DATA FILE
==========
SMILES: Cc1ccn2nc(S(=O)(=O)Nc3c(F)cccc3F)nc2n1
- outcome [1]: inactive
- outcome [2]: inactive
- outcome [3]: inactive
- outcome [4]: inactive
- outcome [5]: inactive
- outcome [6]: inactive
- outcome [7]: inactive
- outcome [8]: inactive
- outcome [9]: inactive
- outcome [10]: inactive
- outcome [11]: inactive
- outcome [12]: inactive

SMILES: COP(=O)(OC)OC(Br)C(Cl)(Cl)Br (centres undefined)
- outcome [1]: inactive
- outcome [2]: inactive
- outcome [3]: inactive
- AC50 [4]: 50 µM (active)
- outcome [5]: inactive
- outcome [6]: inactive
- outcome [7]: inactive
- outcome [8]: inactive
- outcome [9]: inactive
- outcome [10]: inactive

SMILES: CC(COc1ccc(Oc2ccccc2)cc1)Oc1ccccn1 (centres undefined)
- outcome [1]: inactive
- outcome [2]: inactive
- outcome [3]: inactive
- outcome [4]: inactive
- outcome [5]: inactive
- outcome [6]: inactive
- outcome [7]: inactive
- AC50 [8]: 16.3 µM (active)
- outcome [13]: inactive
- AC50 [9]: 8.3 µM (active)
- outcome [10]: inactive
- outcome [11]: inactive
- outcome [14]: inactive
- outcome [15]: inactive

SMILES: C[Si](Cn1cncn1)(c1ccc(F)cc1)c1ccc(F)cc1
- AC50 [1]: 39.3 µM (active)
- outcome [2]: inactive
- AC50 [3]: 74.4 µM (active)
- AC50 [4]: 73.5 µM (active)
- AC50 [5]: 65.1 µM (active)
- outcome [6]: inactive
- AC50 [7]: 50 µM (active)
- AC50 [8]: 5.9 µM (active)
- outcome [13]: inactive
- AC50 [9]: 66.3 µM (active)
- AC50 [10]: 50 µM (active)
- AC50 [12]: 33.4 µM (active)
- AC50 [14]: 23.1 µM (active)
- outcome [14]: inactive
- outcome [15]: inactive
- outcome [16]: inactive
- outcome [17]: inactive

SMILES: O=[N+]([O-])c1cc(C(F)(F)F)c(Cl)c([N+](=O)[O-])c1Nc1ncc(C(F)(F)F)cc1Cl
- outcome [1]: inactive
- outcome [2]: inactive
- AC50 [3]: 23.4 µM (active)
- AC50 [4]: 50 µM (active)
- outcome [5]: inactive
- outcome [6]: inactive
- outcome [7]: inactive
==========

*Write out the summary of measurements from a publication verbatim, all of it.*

SMILES: Cc1ccn2nc(S(=O)(=O)Nc3c(F)cccc3F)nc2n1
- outcome [1]: inactive
- outcome [2]: inactive
- outcome [3]: inactive
- outcome [4]: inactive
- outcome [5]: inactive
- outcome [6]: inactive
- outcome [7]: inactive
- outcome [8]: inactive
- outcome [9]: inactive
- outcome [10]: inactive
- outcome [11]: inactive
- outcome [12]: inactive

SMILES: COP(=O)(OC)OC(Br)C(Cl)(Cl)Br (centres undefined)
- outcome [1]: inactive
- outcome [2]: inactive
- outcome [3]: inactive
- AC50 [4]: 50 µM (active)
- outcome [5]: inactive
- outcome [6]: inactive
- outcome [7]: inactive
- outcome [8]: inactive
- outcome [9]: inactive
- outcome [10]: inactive

SMILES: CC(COc1ccc(Oc2ccccc2)cc1)Oc1ccccn1 (centres undefined)
- outcome [1]: inactive
- outcome [2]: inactive
- outcome [3]: inactive
- outcome [4]: inactive
- outcome [5]: inactive
- outcome [6]: inactive
- outcome [7]: inactive
- AC50 [8]: 16.3 µM (active)
- outcome [13]: inactive
- AC50 [9]: 8.3 µM (active)
- outcome [10]: inactive
- outcome [11]: inactive
- outcome [14]: inactive
- outcome [15]: inactive

SMILES: C[Si](Cn1cncn1)(c1ccc(F)cc1)c1ccc(F)cc1
- AC50 [1]: 39.3 µM (active)
- outcome [2]: inactive
- AC50 [3]: 74.4 µM (active)
- AC50 [4]: 73.5 µM (active)
- AC50 [5]: 65.1 µM (active)
- outcome [6]: inactive
- AC50 [7]: 50 µM (active)
- AC50 [8]: 5.9 µM (active)
- outcome [13]: inactive
- AC50 [9]: 66.3 µM (active)
- AC50 [10]: 50 µM (active)
- AC50 [12]: 33.4 µM (active)
- AC50 [14]: 23.1 µM (active)
- outcome [14]: inactive
- outcome [15]: inactive
- outcome [16]: inactive
- outcome [17]: inactive

SMILES: O=[N+]([O-])c1cc(C(F)(F)F)c(Cl)c([N+](=O)[O-])c1Nc1ncc(C(F)(F)F)cc1Cl
- outcome [1]: inactive
- outcome [2]: inactive
- AC50 [3]: 23.4 µM (active)
- AC50 [4]: 50 µM (active)
- outcome [5]: inactive
- outcome [6]: inactive
- outcome [7]: inactive